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traveling elephpant

! This post is pretty old.

So a little while back ibuildings had this fun contest to build a path finding program that would solve a traveling salesman like problem. The constraints where pretty simple, you got a CSV file with latitude/longitude locations. You started at a certain location and you should end at a certain location. The application should then find the shortest route that touched all locations.

Now I’ll be the first to say that PHP is really not the language for that. A few years back I wrote a pathfinding tool for use with a game called EVE online in which I calculated certain trade routes based on data you could export from the game. After seeing PHP’s performance I switched to Python and more or less sliced the processing time in half if not more. Mainly because Python has specific array like types and PHP just has generic array’s, which with large data sets matters a lot. Perhaps also because my pathfinding-foo was still rather weak 🙂

However, back to now and the ibuildings challenge. The challenge would be rated on 3 criteria. Speed, lines of code and code complexity. Personally I could care less about the latter two and focused purely on speed. In the weeks that followed I had a great time comparing execution times with Remi and Andries. I think this was also key to keep diving into it and tweaking it until it was as fast as I could get it.

Sadly, my submission actually had a off-by-one bug in it which more or less instantly disqualified my entry. Yes, bit of a bummer, but such is life.

Now I had already decided to publish my code after the contest, however sadly I never really found the time to type this up. So a bit late but here is the code for my solution for the ibuildings elephpant challenge.

Below is the submitted code, and a link to download the code and original test data file so you can try it out for yourself.

download the code – Just unpack and run via php contest.php elephpant_landmarks.csv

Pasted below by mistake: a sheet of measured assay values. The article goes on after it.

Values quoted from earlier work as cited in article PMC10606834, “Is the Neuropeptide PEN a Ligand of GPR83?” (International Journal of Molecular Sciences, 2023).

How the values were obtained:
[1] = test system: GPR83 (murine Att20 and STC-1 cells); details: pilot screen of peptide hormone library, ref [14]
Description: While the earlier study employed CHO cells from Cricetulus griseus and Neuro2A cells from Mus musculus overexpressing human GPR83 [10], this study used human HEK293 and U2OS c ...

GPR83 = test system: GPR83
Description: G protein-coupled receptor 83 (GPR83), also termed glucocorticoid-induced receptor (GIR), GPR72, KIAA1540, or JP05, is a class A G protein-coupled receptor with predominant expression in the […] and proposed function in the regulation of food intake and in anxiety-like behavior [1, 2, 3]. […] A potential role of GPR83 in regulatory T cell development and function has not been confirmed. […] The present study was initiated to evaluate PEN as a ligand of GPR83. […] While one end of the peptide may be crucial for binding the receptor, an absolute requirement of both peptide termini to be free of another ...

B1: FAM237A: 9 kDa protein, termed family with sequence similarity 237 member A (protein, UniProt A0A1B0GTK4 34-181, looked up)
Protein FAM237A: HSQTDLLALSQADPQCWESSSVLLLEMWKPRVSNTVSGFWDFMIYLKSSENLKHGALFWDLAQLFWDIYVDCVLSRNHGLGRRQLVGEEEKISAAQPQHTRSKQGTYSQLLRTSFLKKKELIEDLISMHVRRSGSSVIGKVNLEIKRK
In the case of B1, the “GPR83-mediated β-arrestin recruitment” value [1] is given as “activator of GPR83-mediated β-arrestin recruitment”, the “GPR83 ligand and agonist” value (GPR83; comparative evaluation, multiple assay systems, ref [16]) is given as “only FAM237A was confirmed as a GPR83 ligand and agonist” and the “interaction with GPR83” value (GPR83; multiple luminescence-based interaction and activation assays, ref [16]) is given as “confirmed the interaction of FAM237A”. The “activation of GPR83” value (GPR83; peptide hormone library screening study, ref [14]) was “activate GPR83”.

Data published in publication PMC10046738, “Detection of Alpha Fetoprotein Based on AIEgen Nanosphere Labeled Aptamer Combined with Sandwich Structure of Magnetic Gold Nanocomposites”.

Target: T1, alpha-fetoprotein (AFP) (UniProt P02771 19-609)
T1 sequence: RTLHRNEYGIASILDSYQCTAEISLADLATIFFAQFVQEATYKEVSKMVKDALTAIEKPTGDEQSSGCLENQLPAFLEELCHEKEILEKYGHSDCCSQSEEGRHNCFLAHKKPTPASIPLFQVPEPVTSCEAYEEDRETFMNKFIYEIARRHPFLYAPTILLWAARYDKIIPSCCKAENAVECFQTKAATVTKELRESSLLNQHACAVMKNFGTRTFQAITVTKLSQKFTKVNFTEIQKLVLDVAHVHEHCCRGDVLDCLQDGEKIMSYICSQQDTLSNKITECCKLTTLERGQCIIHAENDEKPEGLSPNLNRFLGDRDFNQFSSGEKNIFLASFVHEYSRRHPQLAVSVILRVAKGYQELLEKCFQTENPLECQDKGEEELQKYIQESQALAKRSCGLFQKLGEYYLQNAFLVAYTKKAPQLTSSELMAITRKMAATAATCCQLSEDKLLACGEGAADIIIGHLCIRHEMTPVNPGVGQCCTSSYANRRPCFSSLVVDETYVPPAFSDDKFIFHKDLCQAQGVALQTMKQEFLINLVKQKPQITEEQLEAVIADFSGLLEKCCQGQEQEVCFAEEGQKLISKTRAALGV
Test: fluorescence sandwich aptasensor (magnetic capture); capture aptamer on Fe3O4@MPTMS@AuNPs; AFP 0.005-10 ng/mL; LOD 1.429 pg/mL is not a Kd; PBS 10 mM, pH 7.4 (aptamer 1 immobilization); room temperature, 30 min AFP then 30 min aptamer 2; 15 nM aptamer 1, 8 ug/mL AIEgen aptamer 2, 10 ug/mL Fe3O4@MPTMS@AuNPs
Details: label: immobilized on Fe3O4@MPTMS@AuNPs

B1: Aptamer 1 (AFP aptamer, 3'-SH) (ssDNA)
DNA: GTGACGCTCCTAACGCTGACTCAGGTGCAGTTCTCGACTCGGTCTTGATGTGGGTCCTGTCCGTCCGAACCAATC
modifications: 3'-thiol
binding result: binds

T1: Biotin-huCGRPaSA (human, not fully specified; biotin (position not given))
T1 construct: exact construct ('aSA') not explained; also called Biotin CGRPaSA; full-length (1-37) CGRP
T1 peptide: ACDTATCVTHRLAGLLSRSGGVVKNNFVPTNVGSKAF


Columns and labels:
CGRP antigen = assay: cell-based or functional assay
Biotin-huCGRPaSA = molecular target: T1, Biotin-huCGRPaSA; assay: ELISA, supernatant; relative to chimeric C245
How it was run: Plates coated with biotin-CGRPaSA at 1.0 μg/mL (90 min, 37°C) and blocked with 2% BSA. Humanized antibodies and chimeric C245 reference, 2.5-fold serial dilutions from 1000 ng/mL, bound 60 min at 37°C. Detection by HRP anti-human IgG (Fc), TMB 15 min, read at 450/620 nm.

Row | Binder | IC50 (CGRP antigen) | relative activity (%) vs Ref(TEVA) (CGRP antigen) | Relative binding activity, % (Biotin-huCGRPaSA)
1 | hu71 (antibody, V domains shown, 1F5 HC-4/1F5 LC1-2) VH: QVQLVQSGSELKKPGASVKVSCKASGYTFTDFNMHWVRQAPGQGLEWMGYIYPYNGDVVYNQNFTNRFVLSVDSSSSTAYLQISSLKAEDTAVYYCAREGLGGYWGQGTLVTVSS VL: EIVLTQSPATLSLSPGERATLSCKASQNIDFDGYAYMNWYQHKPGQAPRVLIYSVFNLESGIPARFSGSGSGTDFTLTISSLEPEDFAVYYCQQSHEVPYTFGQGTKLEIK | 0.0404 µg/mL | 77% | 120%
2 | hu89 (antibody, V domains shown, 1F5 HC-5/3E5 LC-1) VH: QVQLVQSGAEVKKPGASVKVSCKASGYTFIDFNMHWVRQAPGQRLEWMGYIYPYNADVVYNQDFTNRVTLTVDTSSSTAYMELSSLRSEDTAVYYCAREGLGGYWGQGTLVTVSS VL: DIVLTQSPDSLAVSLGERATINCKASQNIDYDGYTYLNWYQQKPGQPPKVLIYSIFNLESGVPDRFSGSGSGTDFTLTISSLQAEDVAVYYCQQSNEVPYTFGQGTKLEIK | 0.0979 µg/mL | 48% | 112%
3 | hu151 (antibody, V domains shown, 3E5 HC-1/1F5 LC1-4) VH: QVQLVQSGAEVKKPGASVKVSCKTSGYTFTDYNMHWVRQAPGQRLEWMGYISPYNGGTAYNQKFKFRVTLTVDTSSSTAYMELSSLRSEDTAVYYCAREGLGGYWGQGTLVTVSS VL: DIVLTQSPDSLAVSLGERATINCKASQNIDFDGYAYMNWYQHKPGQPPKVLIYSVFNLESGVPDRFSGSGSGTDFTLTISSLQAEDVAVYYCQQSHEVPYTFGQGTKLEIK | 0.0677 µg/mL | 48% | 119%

Ok scratch the code, I’m having some trouble with getting it to play nice. Just download the tar.gz and view the code in your favorite editor.

  1. July 1st, 2010 at 07:14 | #1

    Hi Erik,

    I noticed you picked what looks like the same algorithm as mine, though mine was optimised for complexity and LOC rather than speed.

    Did you find and fix the bug? How was the speed of it in the end?


  2. admin
    July 1st, 2010 at 09:52 | #2

    After Ivo posted on twitter that some entries were calculating one location too little I got a nagging feeling and checked my code.

    On line 200, where I add the final node to the completed path I actually overwrote the last location instead of adding it.

    $nodeTrail[$step++] = $endNodeKey;
    $nodeTrail[++$step] = $endNodeKey;

    I never got my exact speed score, so I don’t know the numbers. I do know I was a little more then twice as slow as Remi’s entry which was 11s. So my speed was probably ~25 seconds or so.

  3. July 4th, 2010 at 10:01 | #3

    Ouch, that must be very frustrating.

    I had another look at your algorithm, and came up with changes to my own. The speed I calculated from my own ratio is very subjective though.

    Check it out in my comments on my blog article


  4. Dave Edwards
    January 29th, 2012 at 20:29 | #4

    Class ‘SplFixedArray’ not found…

    $nodeTrail = new SplFixedArray(count($dataset)+1);

    Is there is a class missing?



  5. admin
    February 2nd, 2012 at 13:48 | #5

    @Dave Edwards
    SplFixedArray were introduced in PHP 5.3, make sure you are running 5.3 or newer.

  1. August 29th, 2017 at 09:46 | #1